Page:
On a conventional roulette wheel there is one ball, which is spun around the outer circumference in a contradicting direction to that of the rotating wheel ascribed with the numbered slots.

The Higgs Outcome Roulette Wheel differs in a few main ways. The biggest variation is that there are two balls,
mechanically fired in opposite directions, each on their own parallel track. After a few judicious laps, a switch is tripped, like a set of railway points, causing the balls to enter a collision course on the same track.

The resulting impact causes the balls to bounce into the pathway of the spinning wheel, where settlement establishes two potential numbers. A clear domed lid ensures that the ricocheting balls cannot escape their final resolution.

This is the point where the second big difference occurs, for amongst all the single slots there is one slot on the wheel big enough to contain both balls at once.

This most highly unlikely result is known as the Higgs Outcome and pays a massive dividend in proportion to its astronomical odds.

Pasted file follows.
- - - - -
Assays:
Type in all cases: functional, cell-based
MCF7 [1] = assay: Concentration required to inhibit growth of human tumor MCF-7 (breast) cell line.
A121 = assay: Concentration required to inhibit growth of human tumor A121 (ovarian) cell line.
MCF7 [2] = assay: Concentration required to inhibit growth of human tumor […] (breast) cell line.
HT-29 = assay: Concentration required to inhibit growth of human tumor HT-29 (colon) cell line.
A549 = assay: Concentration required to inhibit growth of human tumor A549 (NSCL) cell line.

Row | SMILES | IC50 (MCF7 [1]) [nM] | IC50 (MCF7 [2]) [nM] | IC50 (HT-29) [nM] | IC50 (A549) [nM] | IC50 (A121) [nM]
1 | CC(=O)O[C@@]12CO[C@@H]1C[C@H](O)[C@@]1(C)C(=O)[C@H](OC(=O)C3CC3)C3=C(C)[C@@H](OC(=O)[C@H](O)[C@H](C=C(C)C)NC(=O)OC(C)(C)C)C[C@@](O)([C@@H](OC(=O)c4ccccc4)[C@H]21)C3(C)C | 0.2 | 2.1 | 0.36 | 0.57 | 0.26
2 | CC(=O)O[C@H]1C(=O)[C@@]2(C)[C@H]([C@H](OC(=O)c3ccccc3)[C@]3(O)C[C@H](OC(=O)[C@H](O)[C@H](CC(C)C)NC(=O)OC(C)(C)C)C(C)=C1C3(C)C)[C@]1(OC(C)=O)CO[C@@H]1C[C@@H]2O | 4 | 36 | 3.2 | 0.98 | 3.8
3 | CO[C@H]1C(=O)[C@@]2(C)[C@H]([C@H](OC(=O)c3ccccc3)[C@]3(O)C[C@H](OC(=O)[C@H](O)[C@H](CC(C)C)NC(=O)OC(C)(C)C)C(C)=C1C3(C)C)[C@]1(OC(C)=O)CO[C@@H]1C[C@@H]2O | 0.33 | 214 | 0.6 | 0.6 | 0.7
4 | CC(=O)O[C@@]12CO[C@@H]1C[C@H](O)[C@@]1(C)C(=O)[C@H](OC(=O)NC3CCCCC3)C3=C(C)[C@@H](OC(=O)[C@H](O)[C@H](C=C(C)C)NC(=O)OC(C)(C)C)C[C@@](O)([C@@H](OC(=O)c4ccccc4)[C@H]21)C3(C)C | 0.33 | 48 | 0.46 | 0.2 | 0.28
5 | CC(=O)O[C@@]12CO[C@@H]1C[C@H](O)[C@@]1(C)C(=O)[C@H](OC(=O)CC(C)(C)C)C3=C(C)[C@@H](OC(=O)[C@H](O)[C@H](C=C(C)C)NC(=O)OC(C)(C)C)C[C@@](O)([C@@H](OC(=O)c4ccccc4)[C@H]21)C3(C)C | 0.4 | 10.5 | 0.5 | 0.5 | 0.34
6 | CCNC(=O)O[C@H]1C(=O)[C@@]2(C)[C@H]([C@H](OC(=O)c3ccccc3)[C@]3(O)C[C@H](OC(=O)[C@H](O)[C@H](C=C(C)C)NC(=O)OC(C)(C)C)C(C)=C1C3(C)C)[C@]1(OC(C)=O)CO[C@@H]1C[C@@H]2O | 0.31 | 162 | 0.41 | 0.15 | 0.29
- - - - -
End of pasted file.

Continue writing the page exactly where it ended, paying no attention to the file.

Astronomical odds? More like 1 in 1369 (assuming 37 distinct numbers) - high certainly, but far from astronomical - less than getting four of a kind in poker anyway.

I think the physical difficulty of the two balls settling in the one large slot, without one displacing the other will ensure that this event is extremely rare. In fact I know of no way of predicting the odds, but my money is on the millions to one.

//I think the physical difficulty of the two balls settling in the one large slot, without one displacing the other will ensure that this event is extremely rare. In fact I know of no way of predicting the odds, but my money is on the millions to one.//

Depending on what consitutes a "big enough to contain both balls" you are a few orders of magnitude out, but we give you the bun. I think [zen_tom] is regarding your big slot, as equivalent to two adjacent slots, in which case he is right. If, however, the slot in question was a "deep" slot, exposing the same area but capable of holding two balls, he is wrong.